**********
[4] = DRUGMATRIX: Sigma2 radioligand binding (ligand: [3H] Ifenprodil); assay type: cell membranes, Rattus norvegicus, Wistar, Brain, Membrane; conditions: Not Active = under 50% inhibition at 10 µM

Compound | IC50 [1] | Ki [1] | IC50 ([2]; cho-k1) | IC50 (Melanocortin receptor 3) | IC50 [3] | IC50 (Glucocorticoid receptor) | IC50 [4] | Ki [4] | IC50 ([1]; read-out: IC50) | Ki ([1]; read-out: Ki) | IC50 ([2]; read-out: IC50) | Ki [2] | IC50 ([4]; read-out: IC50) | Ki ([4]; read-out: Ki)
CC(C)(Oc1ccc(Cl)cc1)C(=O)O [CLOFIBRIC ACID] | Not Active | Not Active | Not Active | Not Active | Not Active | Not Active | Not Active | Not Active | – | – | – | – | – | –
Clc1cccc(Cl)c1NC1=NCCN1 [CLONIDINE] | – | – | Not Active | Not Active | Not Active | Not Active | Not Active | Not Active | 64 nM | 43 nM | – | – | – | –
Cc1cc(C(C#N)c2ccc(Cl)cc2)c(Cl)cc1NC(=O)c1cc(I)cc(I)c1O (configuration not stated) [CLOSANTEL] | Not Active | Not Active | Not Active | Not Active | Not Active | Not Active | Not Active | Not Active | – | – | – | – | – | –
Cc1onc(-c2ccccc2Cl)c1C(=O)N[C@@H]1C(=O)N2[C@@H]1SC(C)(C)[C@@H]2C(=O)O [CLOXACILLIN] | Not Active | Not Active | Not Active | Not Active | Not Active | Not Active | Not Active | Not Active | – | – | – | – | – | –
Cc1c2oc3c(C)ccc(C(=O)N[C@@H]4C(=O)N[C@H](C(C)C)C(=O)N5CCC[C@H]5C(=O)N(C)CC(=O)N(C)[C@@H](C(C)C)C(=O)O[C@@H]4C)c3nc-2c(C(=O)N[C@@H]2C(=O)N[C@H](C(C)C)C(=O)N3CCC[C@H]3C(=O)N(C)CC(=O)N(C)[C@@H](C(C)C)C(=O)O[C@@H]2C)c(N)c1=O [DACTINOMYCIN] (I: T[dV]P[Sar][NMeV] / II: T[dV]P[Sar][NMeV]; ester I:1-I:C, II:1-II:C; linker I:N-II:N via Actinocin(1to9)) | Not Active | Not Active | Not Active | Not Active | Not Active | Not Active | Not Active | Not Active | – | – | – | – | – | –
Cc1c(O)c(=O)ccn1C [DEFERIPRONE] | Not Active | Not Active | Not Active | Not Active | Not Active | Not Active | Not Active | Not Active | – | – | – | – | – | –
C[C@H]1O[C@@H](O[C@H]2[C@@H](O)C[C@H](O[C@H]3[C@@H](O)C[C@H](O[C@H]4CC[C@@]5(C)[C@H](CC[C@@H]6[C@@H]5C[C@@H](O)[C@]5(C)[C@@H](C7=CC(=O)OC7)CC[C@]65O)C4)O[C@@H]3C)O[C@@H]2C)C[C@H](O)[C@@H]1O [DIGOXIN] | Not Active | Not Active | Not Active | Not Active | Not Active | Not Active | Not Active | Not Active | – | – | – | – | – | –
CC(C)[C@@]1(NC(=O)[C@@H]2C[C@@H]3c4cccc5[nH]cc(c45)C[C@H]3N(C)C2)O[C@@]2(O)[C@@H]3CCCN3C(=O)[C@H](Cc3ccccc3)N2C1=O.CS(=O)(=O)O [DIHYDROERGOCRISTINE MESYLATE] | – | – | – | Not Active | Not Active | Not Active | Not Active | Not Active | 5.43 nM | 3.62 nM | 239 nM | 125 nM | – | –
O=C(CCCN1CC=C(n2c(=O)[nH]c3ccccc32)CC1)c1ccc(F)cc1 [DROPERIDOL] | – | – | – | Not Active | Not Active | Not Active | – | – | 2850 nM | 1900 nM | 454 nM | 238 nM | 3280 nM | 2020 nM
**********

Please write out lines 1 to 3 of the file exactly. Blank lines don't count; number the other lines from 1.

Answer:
[4] = DRUGMATRIX: Sigma2 radioligand binding (ligand: [3H] Ifenprodil); assay type: cell membranes, Rattus norvegicus, Wistar, Brain, Membrane; conditions: Not Active = under 50% inhibition at 10 µM

Compound | IC50 [1] | Ki [1] | IC50 ([2]; cho-k1) | IC50 (Melanocortin receptor 3) | IC50 [3] | IC50 (Glucocorticoid receptor) | IC50 [4] | Ki [4] | IC50 ([1]; read-out: IC50) | Ki ([1]; read-out: Ki) | IC50 ([2]; read-out: IC50) | Ki [2] | IC50 ([4]; read-out: IC50) | Ki ([4]; read-out: Ki)
CC(C)(Oc1ccc(Cl)cc1)C(=O)O [CLOFIBRIC ACID] | Not Active | Not Active | Not Active | Not Active | Not Active | Not Active | Not Active | Not Active | – | – | – | – | – | –